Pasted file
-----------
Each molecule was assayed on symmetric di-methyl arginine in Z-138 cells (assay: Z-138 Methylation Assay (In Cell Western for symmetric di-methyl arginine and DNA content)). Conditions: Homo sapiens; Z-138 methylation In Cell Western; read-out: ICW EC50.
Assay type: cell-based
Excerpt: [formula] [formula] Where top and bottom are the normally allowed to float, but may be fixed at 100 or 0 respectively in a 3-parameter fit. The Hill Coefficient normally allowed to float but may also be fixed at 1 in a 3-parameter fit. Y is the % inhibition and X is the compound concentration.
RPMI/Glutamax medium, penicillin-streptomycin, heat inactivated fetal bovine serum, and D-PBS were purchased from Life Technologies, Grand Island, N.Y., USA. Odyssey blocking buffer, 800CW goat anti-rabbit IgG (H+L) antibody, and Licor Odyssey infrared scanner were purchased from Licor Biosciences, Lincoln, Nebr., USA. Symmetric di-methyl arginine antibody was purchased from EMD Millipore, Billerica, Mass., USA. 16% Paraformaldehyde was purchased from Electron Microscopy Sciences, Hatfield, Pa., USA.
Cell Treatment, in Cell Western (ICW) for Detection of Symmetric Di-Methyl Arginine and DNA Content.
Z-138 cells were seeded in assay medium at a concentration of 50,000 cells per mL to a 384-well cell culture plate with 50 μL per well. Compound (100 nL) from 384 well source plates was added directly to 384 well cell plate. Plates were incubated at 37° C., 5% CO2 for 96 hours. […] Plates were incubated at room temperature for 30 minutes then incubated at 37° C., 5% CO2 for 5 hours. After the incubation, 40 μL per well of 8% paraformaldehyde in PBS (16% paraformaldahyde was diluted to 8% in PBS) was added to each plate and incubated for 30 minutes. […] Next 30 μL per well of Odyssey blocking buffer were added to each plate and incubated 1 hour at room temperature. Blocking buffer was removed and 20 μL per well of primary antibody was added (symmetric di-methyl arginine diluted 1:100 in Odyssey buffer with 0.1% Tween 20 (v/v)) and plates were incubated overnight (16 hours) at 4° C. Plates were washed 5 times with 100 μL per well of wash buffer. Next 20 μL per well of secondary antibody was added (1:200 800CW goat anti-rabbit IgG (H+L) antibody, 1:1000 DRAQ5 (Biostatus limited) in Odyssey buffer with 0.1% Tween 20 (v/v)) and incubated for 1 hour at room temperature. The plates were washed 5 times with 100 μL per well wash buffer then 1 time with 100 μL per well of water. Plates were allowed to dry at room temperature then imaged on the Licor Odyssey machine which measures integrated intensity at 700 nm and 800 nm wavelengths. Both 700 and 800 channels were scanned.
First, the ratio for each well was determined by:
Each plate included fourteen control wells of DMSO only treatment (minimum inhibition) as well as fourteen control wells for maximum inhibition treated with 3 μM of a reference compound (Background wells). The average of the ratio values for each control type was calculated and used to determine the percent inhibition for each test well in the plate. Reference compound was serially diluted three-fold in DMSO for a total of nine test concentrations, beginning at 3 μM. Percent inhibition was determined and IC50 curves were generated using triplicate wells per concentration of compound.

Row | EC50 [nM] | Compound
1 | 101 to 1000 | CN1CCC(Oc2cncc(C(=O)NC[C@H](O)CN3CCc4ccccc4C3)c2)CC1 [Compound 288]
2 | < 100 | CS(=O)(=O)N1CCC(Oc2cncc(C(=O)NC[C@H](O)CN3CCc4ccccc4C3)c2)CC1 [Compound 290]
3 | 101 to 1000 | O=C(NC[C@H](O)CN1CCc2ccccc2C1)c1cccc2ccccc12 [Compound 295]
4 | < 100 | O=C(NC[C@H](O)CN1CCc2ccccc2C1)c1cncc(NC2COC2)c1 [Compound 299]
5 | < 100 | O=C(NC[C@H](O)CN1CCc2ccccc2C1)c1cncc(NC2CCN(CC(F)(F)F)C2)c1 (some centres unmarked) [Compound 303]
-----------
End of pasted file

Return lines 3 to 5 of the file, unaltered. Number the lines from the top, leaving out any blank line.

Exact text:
Excerpt: [formula] [formula] Where top and bottom are the normally allowed to float, but may be fixed at 100 or 0 respectively in a 3-parameter fit. The Hill Coefficient normally allowed to float but may also be fixed at 1 in a 3-parameter fit. Y is the % inhibition and X is the compound concentration.
RPMI/Glutamax medium, penicillin-streptomycin, heat inactivated fetal bovine serum, and D-PBS were purchased from Life Technologies, Grand Island, N.Y., USA. Odyssey blocking buffer, 800CW goat anti-rabbit IgG (H+L) antibody, and Licor Odyssey infrared scanner were purchased from Licor Biosciences, Lincoln, Nebr., USA. Symmetric di-methyl arginine antibody was purchased from EMD Millipore, Billerica, Mass., USA. 16% Paraformaldehyde was purchased from Electron Microscopy Sciences, Hatfield, Pa., USA.
Cell Treatment, in Cell Western (ICW) for Detection of Symmetric Di-Methyl Arginine and DNA Content.